IIn this week’s Chinascope, we look at Xi Jinping’s new training order for the People’s Liberation Army, India’s frustrations with Beijing’s demands, the neighbor’s involvement in the Kazakhstan protests, the tax demand $ 87.80 million from India on Xiaomi and other important stories from China.
China during the week
Chinese state media reported that President Xi Jinping issued the mobilization training order to the entire Chinese military. “Promote globally the transformation and upgrading of military training and train elite soldiers capable of fighting well” noted order. This is the fifth year in a row that Xi has issued the military-wide training order. The order was widely viewed as a symbolic action by the president until April 2020, when the PLA mobilization along the Line of Effective Control (LAC) was linked to the formation order. The order emphasizes the importance of science and technology in future warfare and training.
Besides training, the construction of Chinese infrastructure at LAC was another major development over the past week.
Snehesh Alex Philip, deputy editor of ThePrint, recently reported that China is building a bridge over Pangong Tso Lake in the Khurnak region. The Foreign Ministry reacted strongly to the news. “This bridge is being built in areas that have been illegally occupied by China for about 60 years now,” noted MEA spokesperson Arindam Bagchi.
Meanwhile, India is frustrated with China’s response to requests for the next round of border talks.
China seems to want Russia to arbitrate negotiations with India. Hu Shisheng, Principal Investigator and Director of the Institute of South and Southeast Asian and Ocean Studies at the China Institutes of Contemporary International Relations, wrote that Russia’s involvement “would allow more active strategic interactions between the three countries, which would also increase the factor of stability in general Sino-Indian relations.”
The 14th round of talks between India and China are scheduled to take place on January 12.
Xi’an Covid-19 cases have started to decline after a recent spike. Local authorities say they have brought the pandemic under control in the city.
A reporter by the name of Jiang Xue posted a Account of Xi’an under confinement. She writes about how people struggle to find food.
Chinese authorities censorship the newspaper on the popular social media app WeChat for “violation of regulations.”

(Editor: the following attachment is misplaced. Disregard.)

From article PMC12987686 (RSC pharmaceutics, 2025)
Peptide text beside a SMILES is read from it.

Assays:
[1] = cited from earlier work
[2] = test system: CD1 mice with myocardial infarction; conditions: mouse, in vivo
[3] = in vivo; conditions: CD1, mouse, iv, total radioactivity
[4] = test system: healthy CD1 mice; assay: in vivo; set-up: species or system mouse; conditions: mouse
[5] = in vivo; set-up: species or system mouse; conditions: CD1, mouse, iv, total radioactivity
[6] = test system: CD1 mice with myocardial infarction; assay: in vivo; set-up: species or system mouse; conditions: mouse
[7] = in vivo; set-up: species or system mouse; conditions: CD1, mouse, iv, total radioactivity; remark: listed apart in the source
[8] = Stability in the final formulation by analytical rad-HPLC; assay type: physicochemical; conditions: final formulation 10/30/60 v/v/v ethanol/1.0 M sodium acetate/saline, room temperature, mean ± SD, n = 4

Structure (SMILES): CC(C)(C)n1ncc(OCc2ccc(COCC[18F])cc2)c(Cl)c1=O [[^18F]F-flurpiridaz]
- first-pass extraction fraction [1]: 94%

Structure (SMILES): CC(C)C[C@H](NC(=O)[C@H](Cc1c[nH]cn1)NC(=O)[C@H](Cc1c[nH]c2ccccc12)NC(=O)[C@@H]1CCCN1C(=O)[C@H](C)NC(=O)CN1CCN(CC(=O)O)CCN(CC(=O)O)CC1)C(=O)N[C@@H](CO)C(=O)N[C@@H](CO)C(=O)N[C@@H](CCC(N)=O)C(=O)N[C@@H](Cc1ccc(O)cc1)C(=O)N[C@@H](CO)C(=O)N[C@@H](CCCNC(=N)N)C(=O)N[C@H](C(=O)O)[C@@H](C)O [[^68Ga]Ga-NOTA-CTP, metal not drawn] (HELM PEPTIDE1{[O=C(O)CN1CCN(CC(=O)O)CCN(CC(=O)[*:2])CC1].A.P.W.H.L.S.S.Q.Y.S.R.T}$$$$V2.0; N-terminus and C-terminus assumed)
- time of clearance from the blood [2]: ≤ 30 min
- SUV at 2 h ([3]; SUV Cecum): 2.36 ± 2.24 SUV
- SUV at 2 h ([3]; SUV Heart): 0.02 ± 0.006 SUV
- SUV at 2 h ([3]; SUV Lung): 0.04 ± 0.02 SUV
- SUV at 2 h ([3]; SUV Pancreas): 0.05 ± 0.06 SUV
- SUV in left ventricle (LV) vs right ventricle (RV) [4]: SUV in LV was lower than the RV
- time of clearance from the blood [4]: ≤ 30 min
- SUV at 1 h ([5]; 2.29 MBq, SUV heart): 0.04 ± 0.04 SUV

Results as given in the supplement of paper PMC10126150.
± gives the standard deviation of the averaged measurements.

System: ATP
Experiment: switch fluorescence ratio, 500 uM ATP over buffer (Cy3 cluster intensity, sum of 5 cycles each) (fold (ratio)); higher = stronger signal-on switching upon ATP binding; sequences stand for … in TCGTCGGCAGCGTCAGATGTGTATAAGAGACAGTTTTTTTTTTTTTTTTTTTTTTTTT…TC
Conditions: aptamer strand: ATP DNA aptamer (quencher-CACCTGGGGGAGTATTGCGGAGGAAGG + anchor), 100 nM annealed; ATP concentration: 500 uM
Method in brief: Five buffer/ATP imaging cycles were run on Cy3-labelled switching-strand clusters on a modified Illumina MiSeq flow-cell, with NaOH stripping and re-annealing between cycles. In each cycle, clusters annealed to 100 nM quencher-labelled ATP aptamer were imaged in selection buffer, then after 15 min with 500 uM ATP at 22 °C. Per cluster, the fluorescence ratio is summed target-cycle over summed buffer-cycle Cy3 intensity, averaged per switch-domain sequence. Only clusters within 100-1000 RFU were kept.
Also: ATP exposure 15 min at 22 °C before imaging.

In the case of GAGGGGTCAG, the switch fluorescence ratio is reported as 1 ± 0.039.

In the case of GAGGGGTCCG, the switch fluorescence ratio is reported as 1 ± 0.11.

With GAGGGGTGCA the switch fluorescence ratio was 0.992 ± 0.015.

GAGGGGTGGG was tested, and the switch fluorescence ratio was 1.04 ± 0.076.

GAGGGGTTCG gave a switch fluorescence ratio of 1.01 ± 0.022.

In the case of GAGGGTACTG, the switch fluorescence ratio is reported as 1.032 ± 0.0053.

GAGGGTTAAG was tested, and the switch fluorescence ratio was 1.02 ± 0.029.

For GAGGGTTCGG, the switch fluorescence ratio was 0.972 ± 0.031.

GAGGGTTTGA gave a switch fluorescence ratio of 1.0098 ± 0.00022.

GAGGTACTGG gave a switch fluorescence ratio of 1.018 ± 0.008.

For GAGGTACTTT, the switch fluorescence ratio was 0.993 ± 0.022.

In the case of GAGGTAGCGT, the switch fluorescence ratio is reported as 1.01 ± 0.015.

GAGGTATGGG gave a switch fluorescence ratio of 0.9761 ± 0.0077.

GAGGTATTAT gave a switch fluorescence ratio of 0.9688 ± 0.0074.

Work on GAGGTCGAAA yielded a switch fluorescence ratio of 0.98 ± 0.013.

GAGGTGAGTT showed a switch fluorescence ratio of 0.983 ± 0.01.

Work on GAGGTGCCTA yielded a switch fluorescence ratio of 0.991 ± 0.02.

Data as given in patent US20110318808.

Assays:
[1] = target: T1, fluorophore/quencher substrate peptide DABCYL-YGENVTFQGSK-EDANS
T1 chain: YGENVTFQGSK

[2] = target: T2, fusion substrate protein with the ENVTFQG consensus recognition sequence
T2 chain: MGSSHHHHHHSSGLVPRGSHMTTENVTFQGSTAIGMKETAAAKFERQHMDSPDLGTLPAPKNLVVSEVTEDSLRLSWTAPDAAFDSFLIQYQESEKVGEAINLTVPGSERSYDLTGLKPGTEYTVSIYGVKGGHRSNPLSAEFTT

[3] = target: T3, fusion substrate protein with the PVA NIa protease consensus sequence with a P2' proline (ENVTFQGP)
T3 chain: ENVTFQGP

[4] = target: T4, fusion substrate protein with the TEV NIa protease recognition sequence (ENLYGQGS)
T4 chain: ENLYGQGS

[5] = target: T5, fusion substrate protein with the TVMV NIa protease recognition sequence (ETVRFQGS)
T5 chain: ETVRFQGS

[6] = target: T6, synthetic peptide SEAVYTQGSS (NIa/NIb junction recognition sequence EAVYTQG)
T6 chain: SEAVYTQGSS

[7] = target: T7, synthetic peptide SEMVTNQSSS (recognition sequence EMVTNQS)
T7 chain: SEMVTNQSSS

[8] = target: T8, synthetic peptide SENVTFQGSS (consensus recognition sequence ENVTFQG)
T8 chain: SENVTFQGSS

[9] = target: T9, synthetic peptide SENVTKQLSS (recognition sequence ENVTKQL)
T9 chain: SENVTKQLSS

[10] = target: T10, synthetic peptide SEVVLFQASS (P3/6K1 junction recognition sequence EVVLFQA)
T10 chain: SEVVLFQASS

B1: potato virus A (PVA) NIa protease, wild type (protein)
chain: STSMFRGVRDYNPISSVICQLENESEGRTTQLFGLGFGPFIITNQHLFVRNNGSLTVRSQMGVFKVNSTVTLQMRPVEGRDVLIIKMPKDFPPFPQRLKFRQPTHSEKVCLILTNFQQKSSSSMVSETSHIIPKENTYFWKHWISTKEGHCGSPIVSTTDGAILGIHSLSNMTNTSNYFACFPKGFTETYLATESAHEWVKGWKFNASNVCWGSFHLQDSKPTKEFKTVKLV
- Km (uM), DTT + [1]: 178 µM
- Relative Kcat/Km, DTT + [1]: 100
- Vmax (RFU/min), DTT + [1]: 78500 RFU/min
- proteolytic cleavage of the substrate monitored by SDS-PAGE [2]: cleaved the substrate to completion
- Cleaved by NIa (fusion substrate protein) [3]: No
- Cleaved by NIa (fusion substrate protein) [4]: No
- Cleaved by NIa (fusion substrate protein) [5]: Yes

Users compared Jiang’s account to Fang Fang’s Wuhan Diary about his experience with the first Covid-19 shutdown in Wuhan.
The anti-government unrest in Kazakhstan grabbed headlines around the world. China has an interest in maintaining stability in the country. China is Kazakhstan’s second largest country trade partner, and their total bilateral trade amounted to $ 22.94 billion in the first 11 months of 2021.
Xi even sent a message to the Kazakh president reassuring him of China’s support.
“China strongly rejects any attempt by outside forces to cause unrest and instigate” color revolutions “in Kazakhstan, as well as any attempt to damage the friendship between China and Kazakhstan and disrupt cooperation between the two country”, noted Xi Jinping, according to Xinhua.
The Color Revolution is a term used in China to refer to protest movements initiated with the support of “foreign forces”. The term has been used repeatedly on Chinese social media as users attempt to make sense of the unrest. “Almost 4,000 terrorists detained in Kazakhstan” was another trend on Weibo, seen over 703,000 times. One user posted an article titled “From Hong Kong to Kazakhstan, Color Revolutions in America Just Worse.”
Kassym-Jomart Tokayev is a former Kazakh diplomat who became president in 2019 after Nursultan Nazarbayev resigned from his 26-year reign.
There are 56 Chinese projects value about $ 24.5 billion to Kazakhstan, which will be completed in 2023. Kazakhstan also serves as a transitional land port for rail freight that China sends to Europe as part of its Belt and Road initiative. But it’s not the economy that’s the main driver here. China’s interest is to maintain stability in the province of Xinjiang, which borders Kazakhstan.
Chinese Foreign Minister and State Councilor Wang Yi visited the Maldives on Friday. He travels to five countries in Eritrea, Kenya, Comoros, Maldives and Sri Lanka. New Delhi will follow Wang’s visit to the region very closely.